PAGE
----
Holi and Nowruz mubarak

Holi, known as the “Festival of Colors” was celebrated this year on March 20 and 21 around the world by people of Indian origin.  It marks the end of winter and the start of spring.  Old and young, men and women come together in a spirit of uninhibited fervor to meet and greet friends, family and even strangers.  People use powder (“gulaal”) in red, yellow, green, aubergine and many other colors to lovingly dab on others’ faces, stepping forward to hug them.  Pails of colored water are also used to drench the revellers.

The Iranian/Persian New Year, Nowruz was celebrated on March 21 as well.  Literally meaning “new day”, it is a holy occasion for Zoroastrians, Baha’is and people in other Muslim communities.

In greeting my friends who celebrated these two different festivals, I was reminded that Holi had been an abiding symbol of syncretic traditions that prevailed in the Indian sub-continent for thousands of years.  Two famous compositions on Holi by Hazrat Amir Khusro (Khusrau), the prominent Sufi poet, musician and mystic scholar of the Chishti order come to mind:

Aaj rang hai hey maa, rang hai ri There’s color today O’ mother, there’s a glow today,
Moray mehboob kay ghar rang hai ri In my beloved’s home, there’s a new hue today
Des bades mein dhoondh phiree hoon I have searched everywhere, here and abroad,
Toraa rung man bhayo Moinuddin It’s your person, your glow that’s tinged my heart
Mohe apne hi rung mein rung de Khwaja ji Douse me in your color O’ Master
Mohe rung basanti rung de Khwaja ji Color me in the hues of spring O’ Master
   
   
Kheloongi Holi, Khaaja ghar aaye I shall play Holi as my Khaaja (Khwaaja/Master) has come to my home
Dhan dhan bhaag hamaare sajni Blessed is my fortune, O’ friend
Khaajaa aaye aangan hamaare (as) Khaajaa (Master) has stepped in to my courtyard

 The following couplet is one of many composed by the last Mughal emperor Bahadur Shah Zafar on Holi:

Kyuun mo pe rang ki maari pichkaari Why did you drench me with the colored water
Dekho kunwarji doongi mein gaari Now my prince, I will swear at you

There is a “kaafi” (classical form of Sufi poetry) attributed to Bulle Shah, the Sufi saint from the Punjab, ““Hori kheloongi, keh Bismillah” (I will play Holi beginning with the name of the Lord,
saying Bismillah)”.  However, I am appending Bulle Shah’s following “kaafi” on a pupil’s entreaty to the Master to color her/his being completely in His own hues; the composition is soulfully sung by legendary Pakistani singer Abida Parveen:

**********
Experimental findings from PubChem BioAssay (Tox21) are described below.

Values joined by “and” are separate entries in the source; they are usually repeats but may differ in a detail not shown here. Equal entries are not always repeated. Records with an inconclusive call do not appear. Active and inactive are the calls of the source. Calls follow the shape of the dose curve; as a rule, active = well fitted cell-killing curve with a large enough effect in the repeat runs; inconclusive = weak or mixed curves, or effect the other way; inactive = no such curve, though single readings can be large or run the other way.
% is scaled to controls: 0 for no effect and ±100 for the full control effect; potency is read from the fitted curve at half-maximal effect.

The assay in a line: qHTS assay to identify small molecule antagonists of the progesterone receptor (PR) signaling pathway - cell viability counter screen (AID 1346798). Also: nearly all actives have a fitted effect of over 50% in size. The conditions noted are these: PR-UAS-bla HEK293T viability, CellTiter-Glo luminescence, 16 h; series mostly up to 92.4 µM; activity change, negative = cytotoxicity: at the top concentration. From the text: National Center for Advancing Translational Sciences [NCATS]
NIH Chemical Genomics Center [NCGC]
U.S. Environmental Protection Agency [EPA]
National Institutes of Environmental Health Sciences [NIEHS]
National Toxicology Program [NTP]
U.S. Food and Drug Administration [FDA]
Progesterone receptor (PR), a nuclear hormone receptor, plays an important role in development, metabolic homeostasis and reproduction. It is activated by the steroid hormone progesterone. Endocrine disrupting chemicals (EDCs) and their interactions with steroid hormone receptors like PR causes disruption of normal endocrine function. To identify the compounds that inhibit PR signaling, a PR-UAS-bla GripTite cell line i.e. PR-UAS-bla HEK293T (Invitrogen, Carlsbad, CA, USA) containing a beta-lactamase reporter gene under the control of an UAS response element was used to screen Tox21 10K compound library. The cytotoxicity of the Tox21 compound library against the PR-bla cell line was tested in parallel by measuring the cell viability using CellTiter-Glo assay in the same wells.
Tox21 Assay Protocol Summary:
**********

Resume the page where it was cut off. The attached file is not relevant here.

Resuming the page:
Jo rung rungeyaa, goohdaa rungeyaa The color used to dye, runs deep
Murshad waali laali, ho yaar … (that) hue of my Guide, O’ friend
 
Kuuk dilaa mataan rab suney,

cha dard wandaan diyan aanhi Hu

Call, my heart so the Lord might listen,

seek the ache (so as) to not miss the “Hu” (symbolic name for God in Sufism)

Seena ta mera dardeen bharyaa,

andar bharkan baanhi Hu

Misery fills this bosom of mine,

rages within the fire of (longing for) “Hu”

Telaan baaj naa balan mashaaalan,

dardaan baaj na aanhi Hu

Lamps cannot be lit without oil,

without pain, there can be no sighs for “Hu”

Aatish nal yaaraaney laa kay,

bhumbhat saran kay nahi Hu

Having entangled (ourselves) with the fiery (arduous) path of “Hu”,

shouldn’t we expect to get singed by the embers?

 
Auwkhaa jheraa ishq-e-waalaa,

sambhal kay paer nikaleen O’ yaar

The path of love for the Supreme is arduous, be careful when spreading your wings (setting foot), O’ (moth) friend
 
Mein shaahbaaz karaan parvazaan,

wich aflaak karam dey Hu

Like a falcon I soar high,

through destined skies of the bountiful “Hu”

Zabaan taan meri kun baraabar,

moran kam kalam dey Hu

My tongue equals the one that utters ‘Kun’ (God said this word and the earth came into existence),

others use the pen to talk of “Hu”

Aflatoon Arastu wargey,

mein aggey kis kam dey Hu

The likes of Plato and Aristotle

have no merit before me

Haatim wargey lakh karodaan,

dar Bahu dey mangdey Hu

Countless are dregs like (the wealthy) Hatim,

(lying at) the threshold of (Sultan) Bahu, begging for “Hu”

 
Zulf siaah wich ho yad-e-baiza,

O chamkar dekhaween Hu, O’ yaar

Black locks and the brilliantly glowing hand (reference to Moses),

show us a true miracle like that, O’ friend

 
Allah! Ishq muhabbat dariya dey wich,

theen mardaanaa tareeyay Hu

Allah! Through the river of ardor and rapture,

(guide me) to swim like a man, “Hu”

Jitthe paun ghazab deeaan laiharaan,

qadam uthaaeen dhareeyay Hu

Where strike the most vigorous waves,

step forward and wade towards them

Aujharh jhang balaaeen bele,

wekh wekh naa dareeyay Hu

Dense forests, troubling creepers, wild beasts

let not their sightings daunt you

Naam faqir tadaa hi theendaa,

jad wich talab de mareeyay Hu

One deserves the title ‘Faqir’ (Sufi ascetic)

only when you (are prepared) to die seeking “Hu”

 
Maulaa! Buleya Shah ghar meray aayaa,

kar kar naach wekharee Hu, O’ Yaar

Lord! Bulla says “My Master came to my house

and I caper around, dancing (with pleasure), O’ Lord”

In a world intent on self-flagellating itself with lashes made up of religion, color, race or any number of perceived inequalities it would be worth reflecting on things that bring us together.  More than anything else today we need to find a soothing salve to comfort our troubled minds.

“If music be the food of love, play on”.

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